Some 60 protesters crowded the sidewalk outside the San Francisco headquarters of Immigration and Customs Enforcement on Wednesday morning to call attention to recent nationwide raids by the agency. Organizers said there have been no confirmed raids in San Francisco, and the immigration agency say there have been no arrests anywhere in California in connection with recent raids. Nonetheless, immigrants and their advocates are worried about enforcement activity.
“They don’t care if when they deport you they leave your family, leave yours kids without [a father], they’re just doing their job,” said Ernesto Reinoso, an asylum-seeker who was detained for six months before winning his case. He was joined by a handful of other recent immigrants, most asylum-seekers from Central America who spoke to the dangers of being sent back to their home countries.
“My family and I were threatened with our lives and now we are afraid of returning to our countries,” said Marvin Franco, an asylum-seeker from El Salvador. “I want to tell President Obama today to not deport us. If today I go to my country, tomorrow I will be killed.”
The rally, organized by several immigrant and faith groups, was held on Three Kings’ Day, a Catholic holiday that celebrates the visit of the three wise men to Jesus after his birth. Between shouts in Spanish “Without papers, without fear” and “Not one more deportation,” some speakers compared the treatment of Jesus then to that of immigrants now.
“Today, ICE is our King Herod,” said Reverend Deborah Lee of the Interfaith Movement for Human Integrity, drawing parallels between the enforcement agency and the king who sought to kill Jesus. She was joined by Sheila Chung Hagen, an aide to Supervisor David Campos, who asked, “What would the three kings have given to these [immigrant] families?”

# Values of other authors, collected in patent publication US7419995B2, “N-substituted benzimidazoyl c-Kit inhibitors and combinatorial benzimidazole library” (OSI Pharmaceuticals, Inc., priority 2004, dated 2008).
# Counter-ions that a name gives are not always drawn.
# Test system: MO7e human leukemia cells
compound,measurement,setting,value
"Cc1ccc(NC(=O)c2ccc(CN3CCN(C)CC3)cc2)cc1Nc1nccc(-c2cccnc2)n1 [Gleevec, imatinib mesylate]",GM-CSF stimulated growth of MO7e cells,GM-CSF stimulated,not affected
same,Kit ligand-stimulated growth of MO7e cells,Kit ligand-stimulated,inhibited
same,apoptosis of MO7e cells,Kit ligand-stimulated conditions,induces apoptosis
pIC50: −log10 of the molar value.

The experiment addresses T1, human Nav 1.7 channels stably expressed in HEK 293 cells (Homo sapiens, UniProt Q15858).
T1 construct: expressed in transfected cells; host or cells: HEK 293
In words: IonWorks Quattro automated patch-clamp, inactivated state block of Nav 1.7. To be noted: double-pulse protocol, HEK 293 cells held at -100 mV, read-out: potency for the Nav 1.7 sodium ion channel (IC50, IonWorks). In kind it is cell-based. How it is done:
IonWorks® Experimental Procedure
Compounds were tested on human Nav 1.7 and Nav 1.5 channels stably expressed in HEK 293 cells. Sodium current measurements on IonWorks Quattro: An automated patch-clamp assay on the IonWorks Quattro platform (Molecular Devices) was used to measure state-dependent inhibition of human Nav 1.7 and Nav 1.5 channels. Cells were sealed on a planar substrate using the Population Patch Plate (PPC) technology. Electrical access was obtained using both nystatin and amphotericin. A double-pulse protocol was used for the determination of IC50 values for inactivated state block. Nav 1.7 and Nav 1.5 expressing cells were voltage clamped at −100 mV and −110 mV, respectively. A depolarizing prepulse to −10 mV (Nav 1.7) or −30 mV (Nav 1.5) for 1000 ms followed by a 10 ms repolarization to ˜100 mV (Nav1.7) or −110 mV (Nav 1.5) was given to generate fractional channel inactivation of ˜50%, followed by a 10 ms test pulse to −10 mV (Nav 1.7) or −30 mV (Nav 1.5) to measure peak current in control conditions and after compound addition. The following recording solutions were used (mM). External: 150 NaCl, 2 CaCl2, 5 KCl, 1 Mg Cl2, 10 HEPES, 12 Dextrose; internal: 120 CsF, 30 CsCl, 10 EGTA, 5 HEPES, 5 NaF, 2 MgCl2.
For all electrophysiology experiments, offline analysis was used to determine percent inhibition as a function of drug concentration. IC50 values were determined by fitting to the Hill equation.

“We’ve seen more than 1 million Syrian refugees received in Europe…and yet here we are today mourning the loss of so many families that were deported this weekend by the Obama administration,” Chung Hagen continued.
The Washington Post reported just before Christmas that a new series of immigration raids targeting nearly 100,000 people would begin in the new year, aimed mostly at Central American immigrants with final deportation orders.
According to the Post, some 121 people who had lost their asylum pleas were arrested over the weekend in the first of these raids, triggering condemnation from immigration advocates and some Democratic congressmen, as well as the rally Wednesday morning.
Immigration and Customs Enforcement said no arrests were made in California in connection with these raids.
“The operation that transpired last weekend in other parts of the country ended Sunday, and there were no arrests in California,” wrote an agency spokesperson via email. “There are no special enforcement actions currently underway in the Bay Area…We’re a law enforcement agency [and] we make criminal and administrative arrests every day.”
Those at the rally, however, connected the raids to what they called a feeling of terror in the immigrant community of San Francisco.
“Maybe they’re in other states, but that means there is terror in our streets, in San Francisco, in San Jose, in Los Angeles,” said Supervisor John Avalos, the representative of the Excelsior. He connected the recent wave of migrants from Central America to actions by the United States in the region in the 1980s, and said the same people affected then are now being targeted for deportation. “Now they want to deport the very people who have made a life here.”
“I came here to denounce the Obama administration,” Avalos continued. “This is not moving the nation forward. This will only cause pain and suffering.”
Supervisor David Campos, who was not at the rally but spoke to the issue over the phone, condemned the Obama administration for the raids and urged the administration to focus on passing “comprehensive immigration reform” instead of conducting a crackdown.
“It’s pretty scary that something like this could go on, and that it’s Barack Obama of all people pushing for it,” Campos said. He said this action would only serve to “solidify Obama’s record as Deporter-in-Chief,” and said he hoped the immigration agency would not conduct raids in San Francisco or the Mission District.
“We don’t need ICE to come into a neighborhood like the Mission and be as destructive as they have been in the past,” he said.
Correction: A previous version of this article misattribute the King Herod quote to Niloufar Khonsari. It was said by Reverend Deborah Lee.